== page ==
Friday, February 23, 2007

Mourning Wonder

Last night I had a sudden urge to watch The Wonder Years, my favorite TV show from childhood. I hadn't seen the show in years but I realized with the advanced state of online entertainment I could probably find it pretty easily. Sure enough.

Aware that I would too easily get swept off into zombie eye land by the familiar glow of old sitcom faces, I allowed myself only two episodes. I decided to watch the pilot show and the series finale back to back. As old worlds unfolded, what began as healthy nostalgia soon developed into full blown melancholy.

When the finale ended, right where it had begun with Winnie and Kevin in arms, I walked over to the door of my apartment, opened it and stared out into the stark suburban night. It was a bleak sight, no soft edges or cozy colors. "It's not the wonder years anymore," I spoke out loud. The sadness was overwhelming.

But this isn't right! I shouldn't be mourning childhood like it was the last time life was good. I realized then that we mourn childhood more if we're unhappy with how thing's have become, but if I was proud of who I was and where life had taken me then I wouldn't be sad right now; I would just be happy to recollect good memories. And I would leave them in their place without comparing them to now.

So I came to the conclusion that to indulge in nostalgia in order to induce melancholy (as superficially comforting as that melancholy might be) is no less lamer than indulging in any other form of self pity. I know that the soft edges and cozy lights will return with a good life lived, and that the comfort of the world, or lack thereof, is only a reflection of my spirit. As a child, the spirit takes place more naturally, but as an adult its more determined by our actions and standard of life. Love is no longer an easy present for carefree afternoons in parks or backyard football with neighborhood friends. It's not an automatic thing anymore.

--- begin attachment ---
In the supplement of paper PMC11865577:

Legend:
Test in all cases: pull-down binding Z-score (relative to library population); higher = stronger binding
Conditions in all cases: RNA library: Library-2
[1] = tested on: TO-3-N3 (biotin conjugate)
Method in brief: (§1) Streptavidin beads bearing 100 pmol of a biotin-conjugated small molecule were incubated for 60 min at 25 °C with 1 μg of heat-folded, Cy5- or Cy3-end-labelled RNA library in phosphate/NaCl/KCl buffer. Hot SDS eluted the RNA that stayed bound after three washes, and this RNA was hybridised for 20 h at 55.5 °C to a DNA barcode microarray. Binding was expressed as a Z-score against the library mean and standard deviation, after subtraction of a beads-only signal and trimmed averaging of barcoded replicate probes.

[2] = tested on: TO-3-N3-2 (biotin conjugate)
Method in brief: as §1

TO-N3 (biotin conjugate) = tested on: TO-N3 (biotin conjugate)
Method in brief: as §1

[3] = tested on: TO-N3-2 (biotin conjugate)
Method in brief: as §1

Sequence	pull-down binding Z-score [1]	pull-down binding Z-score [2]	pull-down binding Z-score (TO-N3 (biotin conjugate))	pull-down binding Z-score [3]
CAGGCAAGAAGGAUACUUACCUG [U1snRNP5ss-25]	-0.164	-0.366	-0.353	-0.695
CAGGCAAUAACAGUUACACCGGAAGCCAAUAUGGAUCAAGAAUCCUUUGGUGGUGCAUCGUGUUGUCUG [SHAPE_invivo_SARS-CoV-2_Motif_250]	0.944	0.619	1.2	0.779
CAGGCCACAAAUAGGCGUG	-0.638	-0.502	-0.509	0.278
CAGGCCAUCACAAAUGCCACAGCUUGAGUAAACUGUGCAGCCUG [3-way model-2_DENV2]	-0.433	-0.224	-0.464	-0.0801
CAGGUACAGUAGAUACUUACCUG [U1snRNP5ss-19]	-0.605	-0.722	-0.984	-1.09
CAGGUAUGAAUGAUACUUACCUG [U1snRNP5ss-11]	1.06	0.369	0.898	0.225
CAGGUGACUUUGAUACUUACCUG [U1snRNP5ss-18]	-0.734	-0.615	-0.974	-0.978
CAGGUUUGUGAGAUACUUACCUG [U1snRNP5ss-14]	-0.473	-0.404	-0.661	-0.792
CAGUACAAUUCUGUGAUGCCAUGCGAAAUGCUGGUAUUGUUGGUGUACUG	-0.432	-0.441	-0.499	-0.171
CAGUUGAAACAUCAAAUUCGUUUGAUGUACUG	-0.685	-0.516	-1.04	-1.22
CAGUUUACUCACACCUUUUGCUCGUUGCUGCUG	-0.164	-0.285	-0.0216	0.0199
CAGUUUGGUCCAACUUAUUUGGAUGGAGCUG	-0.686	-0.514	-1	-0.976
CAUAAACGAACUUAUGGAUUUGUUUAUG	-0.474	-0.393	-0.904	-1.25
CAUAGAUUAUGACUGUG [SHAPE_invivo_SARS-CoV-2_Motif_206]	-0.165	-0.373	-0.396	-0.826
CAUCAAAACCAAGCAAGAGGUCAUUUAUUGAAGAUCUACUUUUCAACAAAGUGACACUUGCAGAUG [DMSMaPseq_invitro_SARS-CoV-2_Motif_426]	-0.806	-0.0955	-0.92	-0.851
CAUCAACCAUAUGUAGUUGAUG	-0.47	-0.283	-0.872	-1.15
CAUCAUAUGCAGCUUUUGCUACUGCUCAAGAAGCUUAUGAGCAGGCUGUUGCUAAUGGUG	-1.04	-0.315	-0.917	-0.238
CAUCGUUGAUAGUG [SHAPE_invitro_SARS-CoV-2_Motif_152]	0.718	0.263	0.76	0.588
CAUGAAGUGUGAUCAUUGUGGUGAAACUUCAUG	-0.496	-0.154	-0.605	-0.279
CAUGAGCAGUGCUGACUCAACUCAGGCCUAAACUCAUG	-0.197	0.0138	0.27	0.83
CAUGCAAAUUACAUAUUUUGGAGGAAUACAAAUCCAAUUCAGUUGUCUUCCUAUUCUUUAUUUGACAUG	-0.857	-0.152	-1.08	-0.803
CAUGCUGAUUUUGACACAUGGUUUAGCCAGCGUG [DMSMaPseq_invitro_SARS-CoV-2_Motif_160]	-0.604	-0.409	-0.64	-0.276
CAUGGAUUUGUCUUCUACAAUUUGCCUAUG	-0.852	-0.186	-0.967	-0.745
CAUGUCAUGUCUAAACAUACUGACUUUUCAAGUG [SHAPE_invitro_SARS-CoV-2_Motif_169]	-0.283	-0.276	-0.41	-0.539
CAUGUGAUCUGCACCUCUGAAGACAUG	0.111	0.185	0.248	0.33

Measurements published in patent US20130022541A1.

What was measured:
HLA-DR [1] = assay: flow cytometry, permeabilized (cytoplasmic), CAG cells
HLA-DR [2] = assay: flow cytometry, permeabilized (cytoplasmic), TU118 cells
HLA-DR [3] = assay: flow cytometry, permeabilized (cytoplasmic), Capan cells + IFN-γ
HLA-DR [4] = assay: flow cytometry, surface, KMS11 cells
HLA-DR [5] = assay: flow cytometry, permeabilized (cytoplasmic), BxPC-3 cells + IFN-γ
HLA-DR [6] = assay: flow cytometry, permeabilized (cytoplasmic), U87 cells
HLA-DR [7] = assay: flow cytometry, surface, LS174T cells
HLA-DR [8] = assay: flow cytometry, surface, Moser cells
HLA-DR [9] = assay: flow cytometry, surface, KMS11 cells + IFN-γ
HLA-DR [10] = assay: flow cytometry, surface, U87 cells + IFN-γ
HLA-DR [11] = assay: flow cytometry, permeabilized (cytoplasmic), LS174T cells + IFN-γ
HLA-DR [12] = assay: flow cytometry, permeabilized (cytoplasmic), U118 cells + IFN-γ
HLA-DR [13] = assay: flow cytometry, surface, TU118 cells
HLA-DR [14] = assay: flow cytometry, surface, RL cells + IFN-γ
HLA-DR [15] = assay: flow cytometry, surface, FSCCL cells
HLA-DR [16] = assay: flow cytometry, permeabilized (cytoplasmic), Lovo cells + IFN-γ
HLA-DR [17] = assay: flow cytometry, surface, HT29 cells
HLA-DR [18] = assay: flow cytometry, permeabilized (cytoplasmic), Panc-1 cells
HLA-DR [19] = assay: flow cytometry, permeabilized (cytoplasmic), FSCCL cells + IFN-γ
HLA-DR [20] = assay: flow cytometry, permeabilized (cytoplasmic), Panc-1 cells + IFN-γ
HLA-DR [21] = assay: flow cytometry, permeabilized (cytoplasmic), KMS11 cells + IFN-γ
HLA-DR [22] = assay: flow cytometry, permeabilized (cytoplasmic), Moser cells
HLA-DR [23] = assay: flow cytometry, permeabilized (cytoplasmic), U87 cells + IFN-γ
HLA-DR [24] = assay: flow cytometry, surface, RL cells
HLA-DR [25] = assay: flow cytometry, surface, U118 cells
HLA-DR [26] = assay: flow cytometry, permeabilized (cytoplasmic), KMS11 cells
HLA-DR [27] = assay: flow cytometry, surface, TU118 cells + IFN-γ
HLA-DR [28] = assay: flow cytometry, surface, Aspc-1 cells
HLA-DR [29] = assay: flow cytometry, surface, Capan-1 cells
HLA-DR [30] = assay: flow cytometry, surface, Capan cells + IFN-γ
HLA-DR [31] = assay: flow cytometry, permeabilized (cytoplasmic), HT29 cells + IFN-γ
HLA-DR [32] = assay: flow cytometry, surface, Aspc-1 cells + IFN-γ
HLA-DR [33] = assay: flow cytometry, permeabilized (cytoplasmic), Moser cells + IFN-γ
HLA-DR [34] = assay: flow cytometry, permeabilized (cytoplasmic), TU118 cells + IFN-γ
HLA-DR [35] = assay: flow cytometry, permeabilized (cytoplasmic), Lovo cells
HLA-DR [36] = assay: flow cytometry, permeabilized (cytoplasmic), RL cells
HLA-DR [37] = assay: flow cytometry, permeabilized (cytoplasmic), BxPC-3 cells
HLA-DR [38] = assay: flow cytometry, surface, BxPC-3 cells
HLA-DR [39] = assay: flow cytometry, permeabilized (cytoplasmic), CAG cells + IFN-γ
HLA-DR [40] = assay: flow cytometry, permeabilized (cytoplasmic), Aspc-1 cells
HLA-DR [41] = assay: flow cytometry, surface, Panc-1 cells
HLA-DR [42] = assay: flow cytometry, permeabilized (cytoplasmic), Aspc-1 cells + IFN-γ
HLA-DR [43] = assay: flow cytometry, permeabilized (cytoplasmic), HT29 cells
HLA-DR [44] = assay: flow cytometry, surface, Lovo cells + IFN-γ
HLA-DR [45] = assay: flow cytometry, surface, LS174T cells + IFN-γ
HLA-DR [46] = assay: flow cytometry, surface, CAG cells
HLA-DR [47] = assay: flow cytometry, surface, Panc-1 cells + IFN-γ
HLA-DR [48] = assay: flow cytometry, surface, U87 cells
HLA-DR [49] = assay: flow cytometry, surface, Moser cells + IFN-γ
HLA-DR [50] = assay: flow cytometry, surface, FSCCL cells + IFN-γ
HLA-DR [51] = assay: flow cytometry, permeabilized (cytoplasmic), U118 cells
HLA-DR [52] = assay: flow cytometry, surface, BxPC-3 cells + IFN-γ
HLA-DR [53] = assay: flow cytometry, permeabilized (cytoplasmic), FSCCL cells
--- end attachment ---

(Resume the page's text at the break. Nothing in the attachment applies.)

I believe that the good love comes through one's responsibility in this world fulfilled. And if we're not doing what we need to be doing, the affect of that will be the feeling of having lost something long ago. And the longer we carry on at half-standards the more we'll start to believe that that something's lost forever. This is my own situation anyway. But I'm determined to bring back the wonder.

1 comment:

Omata Daniel Onoda said...


that apartment is a secondary dungeon. what is our escuse for living there?